March 10, 2014
Concession owned by PT Multi Persada Gatramegah (PT MPG), a subsidiary of Musim Mas company, a palm oil supplier to Procter and Gamble in Muara Teweh, North Barito, Central Kalimantan.
The policy pledges Mars to only use palm oil produced legally and without conversion of high conservation value areas, peatlands, or high carbon stock areas like tropical rainforests. It also establishes a "no burn" requirement and sets criteria for labor standards and human rights, including the need for free, prior informed consent from communities that may be affected by new oil palm plantation development.
"We will only work with palm oil suppliers that share our values and our commitment to transforming the palm oil supply chain, and we will require that by the end of 2014 they confirm their commitment to comply with [our] sourcing charter," the policy states. "These measures will help ensure a genuinely sustainable pipeline where all material is sourced from companies whose mills only produce sustainable palm oil."
The policy — which follows in the footsteps of safeguards established by Unilever, Nestle, Neste Oil, and Kellogg's, among others — goes well beyond the palm oil industry's dominant eco-certification standard run by the Roundtable on Sustainable Palm Oil (RSPO).
"Mars’ policy includes an ambitious timeline of 2015 to remove forest destruction from its supply chain," said Greenpeace in a statement. "Importantly, the policy recognizes the need to move beyond the Roundtable of Sustainable Palm Oil (RSPO) standards and Consumer Goods Forum (CGF) commitments to break the link between palm oil and deforestation."
The policy is being implemented with the help of The Forest Trust (TFT), an NGO that is implementing zero deforestation commitments with a dozen palm oil producers and consumers as well as Asia Pulp & Paper, an Indonesian forestry giant.
Greenpeace activists unfurl a giant banner in the middle of orangutan habitat inside the concession owned by PT Multi Persada Gatramegah (PT MPG), a subsidiary of Musim Mas company, a palm oil supplier to Procter and Gamble in Muara Teweh, North Barito, Central Kalimantan. Greenpeace is calling P&G to stop destroying Indonesian rainforest and commit zero deforestation policy.
The development comes as Greenpeace is in the midst of an intense campaign to push Procter & Gamble (P&G) to adopt a similar policy. Last week the group staged an attention-grabbing protest at P&G's headquarters in Cincinnati, while over the weekend, activists in Indonesia unfurled a giant banner in an oil palm plantation owned by P&G supplier Musim Mas. Greenpeace says P&G's current policy fails to exclude deforestation from its palm oil supply chain.
“In order to achieve so-called ‘sustainable sourcing of palm oil’ P&G is relying on a certification scheme that has failed to prevent rainforest destruction in the habitat of endangered orangutans, or help reduce man-made fires like the ones that covered Singapore in smog last summer. It’s time P&G finally becomes proud sponsors of rainforests and commits to No Deforestation,” said Areeba Hamid, forest campaigner at Greenpeace International, in a statement.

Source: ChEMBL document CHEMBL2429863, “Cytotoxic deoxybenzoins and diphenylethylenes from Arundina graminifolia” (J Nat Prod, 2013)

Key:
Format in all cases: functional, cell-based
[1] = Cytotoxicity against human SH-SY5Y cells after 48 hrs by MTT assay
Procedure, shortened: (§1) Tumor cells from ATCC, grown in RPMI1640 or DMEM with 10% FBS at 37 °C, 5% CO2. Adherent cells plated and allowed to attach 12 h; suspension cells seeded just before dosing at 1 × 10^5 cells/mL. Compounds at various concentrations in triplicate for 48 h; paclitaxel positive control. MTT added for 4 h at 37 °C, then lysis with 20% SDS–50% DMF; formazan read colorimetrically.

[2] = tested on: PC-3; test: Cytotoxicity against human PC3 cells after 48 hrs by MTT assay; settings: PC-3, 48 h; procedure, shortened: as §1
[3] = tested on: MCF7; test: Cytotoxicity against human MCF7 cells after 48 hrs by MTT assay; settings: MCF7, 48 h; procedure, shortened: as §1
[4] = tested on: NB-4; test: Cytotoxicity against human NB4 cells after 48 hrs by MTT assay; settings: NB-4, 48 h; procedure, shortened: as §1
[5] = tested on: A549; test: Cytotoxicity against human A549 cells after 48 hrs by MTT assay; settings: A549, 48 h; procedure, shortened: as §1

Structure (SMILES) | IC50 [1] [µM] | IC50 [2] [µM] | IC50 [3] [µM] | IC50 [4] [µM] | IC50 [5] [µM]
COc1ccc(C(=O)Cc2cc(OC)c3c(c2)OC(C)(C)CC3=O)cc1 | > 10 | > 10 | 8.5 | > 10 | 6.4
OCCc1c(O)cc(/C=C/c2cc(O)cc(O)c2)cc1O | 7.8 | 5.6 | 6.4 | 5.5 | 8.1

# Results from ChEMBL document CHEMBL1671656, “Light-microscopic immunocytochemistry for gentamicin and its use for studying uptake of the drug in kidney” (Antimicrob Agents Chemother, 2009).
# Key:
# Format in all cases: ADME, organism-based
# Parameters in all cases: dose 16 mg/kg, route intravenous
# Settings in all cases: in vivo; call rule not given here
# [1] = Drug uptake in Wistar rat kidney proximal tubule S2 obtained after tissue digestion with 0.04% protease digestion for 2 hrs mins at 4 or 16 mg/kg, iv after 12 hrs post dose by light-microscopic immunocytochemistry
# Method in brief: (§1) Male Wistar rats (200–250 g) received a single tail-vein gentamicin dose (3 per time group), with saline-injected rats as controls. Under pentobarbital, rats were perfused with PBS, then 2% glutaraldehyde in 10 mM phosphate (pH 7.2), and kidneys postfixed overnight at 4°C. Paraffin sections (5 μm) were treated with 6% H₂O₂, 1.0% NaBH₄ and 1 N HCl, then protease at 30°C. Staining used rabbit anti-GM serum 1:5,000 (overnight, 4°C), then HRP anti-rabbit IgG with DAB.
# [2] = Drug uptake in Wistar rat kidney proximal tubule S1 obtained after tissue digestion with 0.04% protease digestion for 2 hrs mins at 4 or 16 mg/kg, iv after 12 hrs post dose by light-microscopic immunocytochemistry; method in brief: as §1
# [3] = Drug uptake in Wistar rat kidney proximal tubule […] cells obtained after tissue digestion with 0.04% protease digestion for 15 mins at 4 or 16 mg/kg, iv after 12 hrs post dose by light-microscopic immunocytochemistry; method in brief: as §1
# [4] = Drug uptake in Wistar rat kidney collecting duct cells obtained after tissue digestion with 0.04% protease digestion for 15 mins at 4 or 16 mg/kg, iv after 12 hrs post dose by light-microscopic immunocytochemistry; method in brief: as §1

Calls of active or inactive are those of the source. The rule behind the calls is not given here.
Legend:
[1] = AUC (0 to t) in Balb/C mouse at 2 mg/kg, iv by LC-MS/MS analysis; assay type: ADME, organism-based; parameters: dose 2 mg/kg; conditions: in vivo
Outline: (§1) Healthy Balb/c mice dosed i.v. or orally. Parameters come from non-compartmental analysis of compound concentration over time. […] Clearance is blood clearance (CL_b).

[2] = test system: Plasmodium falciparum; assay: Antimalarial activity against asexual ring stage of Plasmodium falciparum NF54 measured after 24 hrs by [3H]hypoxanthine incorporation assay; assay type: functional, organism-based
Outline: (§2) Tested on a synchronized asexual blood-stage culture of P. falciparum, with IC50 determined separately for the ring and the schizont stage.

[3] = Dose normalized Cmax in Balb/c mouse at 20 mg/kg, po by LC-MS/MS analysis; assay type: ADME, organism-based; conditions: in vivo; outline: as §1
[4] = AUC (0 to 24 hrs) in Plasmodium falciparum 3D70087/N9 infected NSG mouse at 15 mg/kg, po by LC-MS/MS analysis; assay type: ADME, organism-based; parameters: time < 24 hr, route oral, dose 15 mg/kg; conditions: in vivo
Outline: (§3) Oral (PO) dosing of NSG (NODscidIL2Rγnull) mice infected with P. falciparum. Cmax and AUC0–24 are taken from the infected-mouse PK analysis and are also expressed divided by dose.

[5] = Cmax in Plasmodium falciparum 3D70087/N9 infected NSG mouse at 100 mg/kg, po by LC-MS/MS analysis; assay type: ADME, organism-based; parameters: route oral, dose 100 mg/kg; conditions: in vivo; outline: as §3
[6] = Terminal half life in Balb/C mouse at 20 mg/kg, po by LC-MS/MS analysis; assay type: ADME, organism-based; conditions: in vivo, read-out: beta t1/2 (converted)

“As commitments from GAR, Wilmar and the Palm Oil Innovation Group show, palm oil does not need to be linked to forest destruction. RSPO members like Musim Mas must immediately stop laundering dirty palm oil on the global market and commit to No Deforestation.”
Campaigns by Greenpeace, the Rainforest Action Network, the Union of Concerned Scientists, and a number of local NGO's, zoos, and orangutan conservation groups have helped rapidly shift palm oil sourcing policies over the past four years. The policies have helped persuade two of the world's largest palm oil companies — Golden Agri Resources and Wilmar, which together represent about 55 percent of the global palm oil market — to adopt zero deforestation commitments. Activists are now targeting Musim Mas and KLK in an effort to get companies representing more than two-thirds of the world's palm oil supply onboard with zero deforestation policies.
Such commitments have become increasingly important as palm oil's share in global deforestation has climbed. Today palm oil is the biggest single direct driver of deforestation in Indonesia and Malaysia. Environmentalists fear the crop could soon drive substantial forest loss in West and Central Africa, putting endangered species at further risk.
Greepeace protest on a concession owned by PT Multi Persada Gatramegah in Indonesian Borneo. All photos courtesy of Greenpeace
Crosshairs represent the location of the Multi Persada Gatramegah concession. Courtesy of Global Forest Watch. Click image for interactive map.
|AUTHOR: Rhett Butler founded Mongabay in 1999. He currently serves as president, head writer, and chief editor.|